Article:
Left Coast Voices

"I would hurl words into the darkness and wait for an echo. If an echo sounded, no matter how faintly, I would send other words to tell, to march, to fight." Richard Wright, American Hunger

Writing About Justice

The following article was taken with permission from Bookmarks, the blog of Southern Celebrations.

Dr. Steve Boyd, a Religion professor at Wake Forest University, fights for justice in his writing as well as inside his classroom. Dr. Boyd’s book Making Justice Our Business: The Wrongful Conviction of Darryl Hunt and the Work of Faith has just been released. His first talk about his book and book signing will be held on Monday, November 28th at Emmanuel Baptist Church. Below is a description (from Wake Forest University’s website) about Dr. Boyd’s course “Religion and Public Life.” A course that has taught him just as much as it has the students who have taken it.

(from WFU website)

…For nearly twenty years, Winston-Salem resident Darryl Hunt spent every day in a dreary prison cell serving a life sentence for a crime he did not commit. In spite of a trial that was devoid of physical evidence tying Hunt to the scene of the crime, he was convicted of first-degree murder in 1984. Hunt was just nineteen years old at the time.

Facing perhaps the cruelest fate a human being can endure, Hunt maintained his own innocence, and his spirit remained unfettered as he called on God to give him strength and to comfort him. As his days behind bars grew in number from the hundreds to the thousands, Hunt’s faith in God only intensified and served as much more than a means of preserving a glimmer of hope for life outside of prison.

Nine years after being convicted, DNA evidence surfaced indicating that Hunt, an African American, could not have committed the crime, yet the appeal of his conviction was denied. In 2003, his attorney, who served him for eighteen years pro bono, threw one last “hail Mary” pass in the form of a motion to compare the DNA in the 1984 rape kit to a state database of DNA profiles. Miraculously, he got a “hit.” Finally, the real murderer was found and Hunt was freed.  Hunt’s remarkable story gained national recognition and became emblematic of Winston-Salem’s historically tense race relations.

Building upon his experience, Hunt founded the Darryl Hunt Project with community leaders to help prevent the criminal justice system from convicting innocent parties, educating the public about faults in the system, and helping ex-offenders re-enter society and become productive, contributing citizens.

Just one year after Hunt’s exoneration, Wake Forest student Rashad Daker had the opportunity to transcribe Hunt’s daily journal entries that he wrote during his imprisonment, an assignment that Daker chose as part of Professor Stephen Boyd’s “Religion and Public Life” course. Daker and Hunt are both practicing Muslims, and according to Boyd, both individuals found the experience cathartic and spiritually engaging.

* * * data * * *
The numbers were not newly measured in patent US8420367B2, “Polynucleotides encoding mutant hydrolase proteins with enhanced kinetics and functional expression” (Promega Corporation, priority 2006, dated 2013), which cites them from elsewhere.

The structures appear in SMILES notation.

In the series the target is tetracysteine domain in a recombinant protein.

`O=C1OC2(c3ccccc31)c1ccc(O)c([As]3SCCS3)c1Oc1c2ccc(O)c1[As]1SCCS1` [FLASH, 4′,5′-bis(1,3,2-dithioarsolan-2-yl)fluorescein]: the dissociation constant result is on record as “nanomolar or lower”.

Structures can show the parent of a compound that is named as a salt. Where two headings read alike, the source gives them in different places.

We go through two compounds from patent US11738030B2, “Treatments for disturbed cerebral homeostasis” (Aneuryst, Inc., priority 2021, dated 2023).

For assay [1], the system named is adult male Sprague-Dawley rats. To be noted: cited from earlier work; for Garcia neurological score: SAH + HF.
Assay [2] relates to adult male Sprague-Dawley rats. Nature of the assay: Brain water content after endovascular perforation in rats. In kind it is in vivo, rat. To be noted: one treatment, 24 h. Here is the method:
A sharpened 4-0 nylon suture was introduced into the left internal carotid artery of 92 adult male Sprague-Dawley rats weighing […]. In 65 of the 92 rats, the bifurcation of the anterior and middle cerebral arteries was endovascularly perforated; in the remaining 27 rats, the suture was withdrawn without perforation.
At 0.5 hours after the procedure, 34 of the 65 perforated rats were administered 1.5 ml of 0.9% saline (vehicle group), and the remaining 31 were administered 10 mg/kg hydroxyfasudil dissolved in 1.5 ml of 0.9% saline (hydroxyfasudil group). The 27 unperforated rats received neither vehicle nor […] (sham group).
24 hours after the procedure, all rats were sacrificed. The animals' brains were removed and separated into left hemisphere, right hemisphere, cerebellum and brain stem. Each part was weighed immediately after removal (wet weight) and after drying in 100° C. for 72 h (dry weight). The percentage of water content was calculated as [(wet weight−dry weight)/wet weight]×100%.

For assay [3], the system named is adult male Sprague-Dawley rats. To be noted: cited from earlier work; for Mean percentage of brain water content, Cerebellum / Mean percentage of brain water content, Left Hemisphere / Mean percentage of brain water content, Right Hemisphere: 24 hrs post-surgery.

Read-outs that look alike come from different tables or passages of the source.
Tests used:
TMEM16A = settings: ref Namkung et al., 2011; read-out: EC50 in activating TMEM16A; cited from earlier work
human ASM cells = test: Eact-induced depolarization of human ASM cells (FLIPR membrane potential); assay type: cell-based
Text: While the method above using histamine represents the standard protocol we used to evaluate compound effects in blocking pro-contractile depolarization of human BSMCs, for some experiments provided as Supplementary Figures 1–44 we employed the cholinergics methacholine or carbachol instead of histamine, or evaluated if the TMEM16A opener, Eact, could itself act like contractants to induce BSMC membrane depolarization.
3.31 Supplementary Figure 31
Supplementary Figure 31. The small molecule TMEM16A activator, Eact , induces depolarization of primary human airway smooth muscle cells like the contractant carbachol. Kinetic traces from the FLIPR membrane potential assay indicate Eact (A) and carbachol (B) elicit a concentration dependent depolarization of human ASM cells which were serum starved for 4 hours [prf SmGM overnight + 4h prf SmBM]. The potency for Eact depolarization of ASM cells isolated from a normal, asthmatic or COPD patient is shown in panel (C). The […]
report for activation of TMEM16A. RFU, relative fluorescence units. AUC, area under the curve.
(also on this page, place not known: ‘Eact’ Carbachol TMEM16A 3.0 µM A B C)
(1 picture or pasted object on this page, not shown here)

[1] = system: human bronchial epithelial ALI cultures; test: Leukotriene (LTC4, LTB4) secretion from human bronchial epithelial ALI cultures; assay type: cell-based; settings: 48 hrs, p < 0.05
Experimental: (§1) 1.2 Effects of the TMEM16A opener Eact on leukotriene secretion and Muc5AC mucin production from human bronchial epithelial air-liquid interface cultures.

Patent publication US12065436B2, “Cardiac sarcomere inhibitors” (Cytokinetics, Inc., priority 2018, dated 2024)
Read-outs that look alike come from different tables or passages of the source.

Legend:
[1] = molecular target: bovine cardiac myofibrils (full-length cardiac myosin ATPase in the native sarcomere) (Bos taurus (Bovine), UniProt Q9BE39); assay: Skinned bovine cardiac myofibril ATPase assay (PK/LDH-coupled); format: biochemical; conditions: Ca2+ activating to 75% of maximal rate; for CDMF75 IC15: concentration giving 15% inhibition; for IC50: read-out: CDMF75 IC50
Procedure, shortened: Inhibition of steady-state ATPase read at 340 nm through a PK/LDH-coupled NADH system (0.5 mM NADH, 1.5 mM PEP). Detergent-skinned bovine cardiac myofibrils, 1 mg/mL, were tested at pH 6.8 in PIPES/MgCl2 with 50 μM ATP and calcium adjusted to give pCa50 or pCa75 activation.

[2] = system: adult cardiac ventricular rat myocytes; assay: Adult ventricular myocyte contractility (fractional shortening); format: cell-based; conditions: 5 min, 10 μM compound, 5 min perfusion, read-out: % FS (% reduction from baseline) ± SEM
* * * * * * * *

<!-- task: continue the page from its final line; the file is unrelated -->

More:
In addition to Daker’s work with the Darryl Hunt Project, each student in Boyd’s class worked with a local nonprofit organization that is addressing a significant need in the community. For instance, one student worked with Advocacy for the Poor, researching issues related to poverty, affordable housing, homelessness, and hunger. The in-class portion of the course focuses on issues of religious leadership, social entrepreneurship, the separation of church and state, and the differences among service, advocacy, and community organizing, as well as their roots in three dominant theological paradigms in Christian history.

Boyd also sees great value in simply getting students involved in projects off campus – outside the “Wake Forest bubble.”

“As a student, it is easy to get consumed with life on campus,” said Boyd. “Students sometimes forget there is an exciting world outside the ‘Wake Forest bubble’, one that is full of challenging issues that can be gratifying to work on.”

The students and the organizations were not the only ones touched by the course, however. Boyd described the experience as “the most rewarding course I ever taught” and is offering it for the second time in 2011.

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Alon Shalev is the author of The Accidental Activist and A Gardener’s Tale. He is the Executive Director of the San Francisco Hillel Foundation, a non-profit that provides spiritual and social justice opportunities to Jewish students in the Bay Area. More on Alon Shalev at http://www.alonshalev.com/ and on Twitter (#alonshalevsf).

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